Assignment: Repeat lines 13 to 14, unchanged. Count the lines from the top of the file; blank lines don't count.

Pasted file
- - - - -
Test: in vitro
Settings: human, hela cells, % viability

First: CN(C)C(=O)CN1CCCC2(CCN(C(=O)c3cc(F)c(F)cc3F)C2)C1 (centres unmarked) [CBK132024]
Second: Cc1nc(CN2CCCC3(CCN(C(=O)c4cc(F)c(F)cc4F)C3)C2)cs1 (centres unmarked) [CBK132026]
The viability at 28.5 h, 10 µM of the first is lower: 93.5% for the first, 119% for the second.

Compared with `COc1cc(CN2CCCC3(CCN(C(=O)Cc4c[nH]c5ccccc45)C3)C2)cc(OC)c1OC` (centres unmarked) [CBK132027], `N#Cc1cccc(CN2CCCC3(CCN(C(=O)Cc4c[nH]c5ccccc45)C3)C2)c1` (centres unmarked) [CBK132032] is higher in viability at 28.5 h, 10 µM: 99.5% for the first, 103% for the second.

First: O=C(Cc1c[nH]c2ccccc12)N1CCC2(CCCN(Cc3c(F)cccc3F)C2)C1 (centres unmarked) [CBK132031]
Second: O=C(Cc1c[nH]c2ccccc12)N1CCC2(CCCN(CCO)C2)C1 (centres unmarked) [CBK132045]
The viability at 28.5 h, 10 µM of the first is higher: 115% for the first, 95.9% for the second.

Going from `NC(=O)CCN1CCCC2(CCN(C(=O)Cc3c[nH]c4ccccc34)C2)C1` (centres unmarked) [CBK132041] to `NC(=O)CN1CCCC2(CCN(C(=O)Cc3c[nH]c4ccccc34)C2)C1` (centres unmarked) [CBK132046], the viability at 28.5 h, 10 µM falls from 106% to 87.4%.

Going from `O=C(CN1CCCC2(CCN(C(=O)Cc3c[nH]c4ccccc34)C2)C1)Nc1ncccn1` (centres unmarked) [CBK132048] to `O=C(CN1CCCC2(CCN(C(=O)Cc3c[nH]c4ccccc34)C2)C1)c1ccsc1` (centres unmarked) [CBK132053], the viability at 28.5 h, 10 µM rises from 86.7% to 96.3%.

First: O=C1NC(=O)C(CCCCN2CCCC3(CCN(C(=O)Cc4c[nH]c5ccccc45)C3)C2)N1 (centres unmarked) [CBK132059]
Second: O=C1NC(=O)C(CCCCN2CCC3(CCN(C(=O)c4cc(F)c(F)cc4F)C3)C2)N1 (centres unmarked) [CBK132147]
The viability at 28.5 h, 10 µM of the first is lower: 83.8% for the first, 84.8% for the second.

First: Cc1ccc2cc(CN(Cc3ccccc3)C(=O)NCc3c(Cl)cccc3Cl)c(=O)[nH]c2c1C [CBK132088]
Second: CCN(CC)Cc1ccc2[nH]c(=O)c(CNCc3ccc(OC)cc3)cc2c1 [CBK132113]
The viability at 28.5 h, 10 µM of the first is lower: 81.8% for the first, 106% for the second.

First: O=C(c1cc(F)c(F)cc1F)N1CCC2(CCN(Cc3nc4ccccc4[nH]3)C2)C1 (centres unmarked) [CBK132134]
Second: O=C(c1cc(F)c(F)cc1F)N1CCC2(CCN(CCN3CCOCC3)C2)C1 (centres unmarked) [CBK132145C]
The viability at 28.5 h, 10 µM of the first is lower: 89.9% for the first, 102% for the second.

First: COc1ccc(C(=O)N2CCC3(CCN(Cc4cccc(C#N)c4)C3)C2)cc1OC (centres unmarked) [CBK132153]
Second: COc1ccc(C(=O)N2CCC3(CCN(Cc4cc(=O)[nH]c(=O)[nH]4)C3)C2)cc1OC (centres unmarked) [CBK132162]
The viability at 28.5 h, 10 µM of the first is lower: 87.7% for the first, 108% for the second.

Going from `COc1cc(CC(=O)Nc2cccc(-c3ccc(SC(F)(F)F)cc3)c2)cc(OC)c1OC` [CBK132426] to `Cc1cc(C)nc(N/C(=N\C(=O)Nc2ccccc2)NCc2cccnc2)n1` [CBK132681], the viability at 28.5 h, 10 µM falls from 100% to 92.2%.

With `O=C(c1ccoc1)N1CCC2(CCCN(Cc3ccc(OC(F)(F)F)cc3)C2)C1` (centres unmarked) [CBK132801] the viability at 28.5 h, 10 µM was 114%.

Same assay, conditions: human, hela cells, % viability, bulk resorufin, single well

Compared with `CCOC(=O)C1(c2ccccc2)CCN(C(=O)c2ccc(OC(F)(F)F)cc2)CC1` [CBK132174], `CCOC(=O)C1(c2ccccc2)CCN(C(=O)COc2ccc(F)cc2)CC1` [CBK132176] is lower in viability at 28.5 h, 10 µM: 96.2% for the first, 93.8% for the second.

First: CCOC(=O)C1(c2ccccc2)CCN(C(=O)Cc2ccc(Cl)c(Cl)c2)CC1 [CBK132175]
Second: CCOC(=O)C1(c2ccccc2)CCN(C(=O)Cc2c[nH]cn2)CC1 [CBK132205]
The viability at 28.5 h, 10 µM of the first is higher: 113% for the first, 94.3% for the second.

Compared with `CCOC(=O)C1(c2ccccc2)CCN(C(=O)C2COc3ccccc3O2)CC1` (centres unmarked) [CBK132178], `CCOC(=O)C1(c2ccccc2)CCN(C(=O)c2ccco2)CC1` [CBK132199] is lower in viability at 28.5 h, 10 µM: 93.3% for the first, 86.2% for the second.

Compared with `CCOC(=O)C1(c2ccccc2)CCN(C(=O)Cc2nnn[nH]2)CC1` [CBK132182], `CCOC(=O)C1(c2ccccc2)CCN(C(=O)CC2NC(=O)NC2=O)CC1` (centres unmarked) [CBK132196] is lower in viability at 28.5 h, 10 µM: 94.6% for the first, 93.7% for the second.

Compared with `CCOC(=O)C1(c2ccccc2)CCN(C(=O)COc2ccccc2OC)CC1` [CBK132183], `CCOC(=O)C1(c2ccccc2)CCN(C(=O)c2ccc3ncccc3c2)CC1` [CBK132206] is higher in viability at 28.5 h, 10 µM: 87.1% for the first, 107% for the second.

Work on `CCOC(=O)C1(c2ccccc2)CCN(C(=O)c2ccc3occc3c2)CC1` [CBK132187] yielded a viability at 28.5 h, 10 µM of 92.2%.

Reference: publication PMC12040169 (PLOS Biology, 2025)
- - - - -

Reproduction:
Second: O=C1NC(=O)C(CCCCN2CCC3(CCN(C(=O)c4cc(F)c(F)cc4F)C3)C2)N1 (centres unmarked) [CBK132147]
The viability at 28.5 h, 10 µM of the first is lower: 83.8% for the first, 84.8% for the second.